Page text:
Gelotophobia – Fear of being laughed at or ridiculed.

Mental health / Phobias

He’s bigger than you! He’s meaner than you! He’s about to take your lunch money! For the past couple weeks I’ve been thinking a lot about bullies. If only they were limited to the sort of person noted above. If only they were only in high school. If only we could all put our finger on exactly what a bully is.

Sadly, they come in all shapes and sizes and aren’t limited to the male of our species. From my experience the female variety are even worse! Male bullies usually just want to beat the snot out of you and take your valuables. Females don’t have to lay a hand on you to do damage. The females I’ve encountered, directly or indirectly, tend to go for the sneak attack. They scheme a lot more and the damage a female bully does leans more towards the mental/psychological than the physical. They may not be strong enough to kick sand in your face but they’ll still leave you feeling battered, bruised and helpless. I’ll never really understand why bullies do what they do. It makes them feel special and in-control and all that, but I can feel special and in control without stamping all over the feelings of another person. I’m sure there’s a galaxy of articles, books, speeches, classes, studies et al out there about these people. I’m not here to rehash any of those.

I’d like to say I completely lucked out in life and was never bullied by anyone but I can’t. In fact, a few years ago I was able to escape such a relationship. Sometimes finding out your partner is cheating on you is a good thing. It was the little push I need to get rid of his arse once and for all. I know my abuse wasn’t as bad as what some of my friends have had to endure. I like to tell the story of a friend of mine from high school and how I stopped him from getting pounded without lifting a finger.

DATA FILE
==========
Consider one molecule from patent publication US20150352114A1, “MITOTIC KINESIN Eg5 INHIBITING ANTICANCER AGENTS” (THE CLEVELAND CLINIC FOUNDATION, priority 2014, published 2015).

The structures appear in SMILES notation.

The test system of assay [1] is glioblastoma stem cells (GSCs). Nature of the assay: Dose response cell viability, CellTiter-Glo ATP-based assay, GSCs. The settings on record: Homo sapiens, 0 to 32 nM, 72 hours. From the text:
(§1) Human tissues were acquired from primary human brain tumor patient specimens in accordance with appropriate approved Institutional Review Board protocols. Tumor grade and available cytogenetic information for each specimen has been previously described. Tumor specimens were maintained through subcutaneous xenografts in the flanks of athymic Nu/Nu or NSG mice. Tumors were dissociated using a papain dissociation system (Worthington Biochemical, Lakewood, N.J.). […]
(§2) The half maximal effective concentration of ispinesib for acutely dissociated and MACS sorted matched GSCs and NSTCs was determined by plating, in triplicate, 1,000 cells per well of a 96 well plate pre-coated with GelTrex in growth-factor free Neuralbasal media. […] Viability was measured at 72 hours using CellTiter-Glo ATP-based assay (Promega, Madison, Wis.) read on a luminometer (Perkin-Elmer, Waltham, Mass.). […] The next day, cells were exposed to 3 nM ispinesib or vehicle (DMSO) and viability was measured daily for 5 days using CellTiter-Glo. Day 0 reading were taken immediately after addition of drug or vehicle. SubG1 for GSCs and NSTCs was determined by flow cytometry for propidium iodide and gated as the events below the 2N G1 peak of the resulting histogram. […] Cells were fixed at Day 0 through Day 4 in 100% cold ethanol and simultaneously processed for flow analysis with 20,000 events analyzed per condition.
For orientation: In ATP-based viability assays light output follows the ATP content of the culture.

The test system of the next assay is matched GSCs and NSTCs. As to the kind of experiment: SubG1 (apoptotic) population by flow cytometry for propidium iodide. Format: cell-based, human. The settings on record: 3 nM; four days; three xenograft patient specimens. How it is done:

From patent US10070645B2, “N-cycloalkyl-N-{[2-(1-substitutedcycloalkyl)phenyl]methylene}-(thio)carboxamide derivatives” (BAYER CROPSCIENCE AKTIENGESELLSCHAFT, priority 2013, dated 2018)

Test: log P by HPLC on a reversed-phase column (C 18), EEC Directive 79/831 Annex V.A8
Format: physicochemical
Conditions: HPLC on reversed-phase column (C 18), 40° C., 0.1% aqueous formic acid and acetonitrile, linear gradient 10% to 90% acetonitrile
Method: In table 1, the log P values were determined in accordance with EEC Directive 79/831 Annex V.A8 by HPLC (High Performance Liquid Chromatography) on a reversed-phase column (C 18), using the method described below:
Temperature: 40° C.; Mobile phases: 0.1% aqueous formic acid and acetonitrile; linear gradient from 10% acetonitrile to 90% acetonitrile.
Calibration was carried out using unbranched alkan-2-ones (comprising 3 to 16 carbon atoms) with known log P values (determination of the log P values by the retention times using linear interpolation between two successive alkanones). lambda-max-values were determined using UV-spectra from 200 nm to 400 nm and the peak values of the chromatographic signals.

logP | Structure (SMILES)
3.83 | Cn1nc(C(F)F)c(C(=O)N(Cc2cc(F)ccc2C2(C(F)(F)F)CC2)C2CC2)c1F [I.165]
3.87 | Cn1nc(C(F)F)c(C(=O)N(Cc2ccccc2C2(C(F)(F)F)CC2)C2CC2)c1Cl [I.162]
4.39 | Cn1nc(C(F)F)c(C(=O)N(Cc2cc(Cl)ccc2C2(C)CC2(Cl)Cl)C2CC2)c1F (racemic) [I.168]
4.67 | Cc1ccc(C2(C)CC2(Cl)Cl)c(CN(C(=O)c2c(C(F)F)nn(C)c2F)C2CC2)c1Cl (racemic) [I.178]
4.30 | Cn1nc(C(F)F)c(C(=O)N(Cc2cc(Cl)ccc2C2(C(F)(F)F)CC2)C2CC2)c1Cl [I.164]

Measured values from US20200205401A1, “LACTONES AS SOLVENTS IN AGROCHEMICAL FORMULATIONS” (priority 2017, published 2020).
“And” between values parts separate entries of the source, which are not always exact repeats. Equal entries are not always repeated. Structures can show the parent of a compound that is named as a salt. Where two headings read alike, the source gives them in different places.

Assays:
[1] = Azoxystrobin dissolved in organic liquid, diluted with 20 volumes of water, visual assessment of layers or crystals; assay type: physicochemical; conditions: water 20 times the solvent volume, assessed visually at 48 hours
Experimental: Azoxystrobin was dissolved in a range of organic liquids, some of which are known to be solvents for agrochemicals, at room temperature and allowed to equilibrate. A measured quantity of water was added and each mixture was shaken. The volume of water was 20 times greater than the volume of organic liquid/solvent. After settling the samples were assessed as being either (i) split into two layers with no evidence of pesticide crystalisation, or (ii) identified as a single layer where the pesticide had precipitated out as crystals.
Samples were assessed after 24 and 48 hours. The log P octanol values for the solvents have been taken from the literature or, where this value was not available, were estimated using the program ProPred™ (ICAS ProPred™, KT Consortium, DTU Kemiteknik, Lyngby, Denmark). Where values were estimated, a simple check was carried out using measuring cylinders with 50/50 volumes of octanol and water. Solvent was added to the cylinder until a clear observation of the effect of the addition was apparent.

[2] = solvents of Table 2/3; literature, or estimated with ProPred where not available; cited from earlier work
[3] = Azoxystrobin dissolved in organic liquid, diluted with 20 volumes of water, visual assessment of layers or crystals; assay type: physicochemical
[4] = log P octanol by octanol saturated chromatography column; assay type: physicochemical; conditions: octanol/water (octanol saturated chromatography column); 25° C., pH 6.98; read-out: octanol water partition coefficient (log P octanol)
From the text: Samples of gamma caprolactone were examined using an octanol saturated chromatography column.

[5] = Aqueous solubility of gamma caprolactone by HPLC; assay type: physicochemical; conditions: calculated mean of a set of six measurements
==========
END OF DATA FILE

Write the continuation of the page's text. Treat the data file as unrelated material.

We must have been sophomores. My friend, let’s call him Fred, through no fault of his own beyond being very smart, polite and sticking to his religious convictions of turning the other cheek, found himself cornered on a stairway during lunch. Unfortunately the school bully, we’ll call him Abner, shared the same lunch period. There was the usual ruckus through the masses, the whispering grapevine, through which I got wind of what was going on. With a hard, hot knot in my stomach, I pulled myself away from whatever book of witchery I may have been reading at the time and went to see what was going on. It wasn’t out of morbid curiosity. This was MY FRIEND and well, there wasn’t much to me back then but I’d be damned if I was going to let Fred get pounded. I’d beat the crap out of Abner myself if I had to. I’m not a violent person by nature, mind you, so punching Abner in the face would certainly be a last resort – though I can’t say I’d have minded doing it.

Upon my arrival to the scene, Abner was standing over Fred who was sitting on the steps. Abner was going through his Bully Posturing and Tough Talk. Abner was demanding Fred take the first swing, don’t be a chicken, you sissy, the usual shpeel. Fred wouldn’t do it cuz we all know, the one who throws the first punch is the one who started it, right? I knew Fred would never take the first swing and slowly nudged my way through the gathering peanut gallery until I was sure both Fred and Abner could see me. I casually crossed my arms and leaned against the nearby pillar and watched Abner. Maybe watch isn’t quite the right word.. more like, ‘evil-eyed’ the bad boy. If looks could kill, sorta thing. It was an unblinking, cold stare. After a few minutes Abner looked towards the crowd and saw me. I gave him an equally icy smile and shook my head ever so slightly back and forth.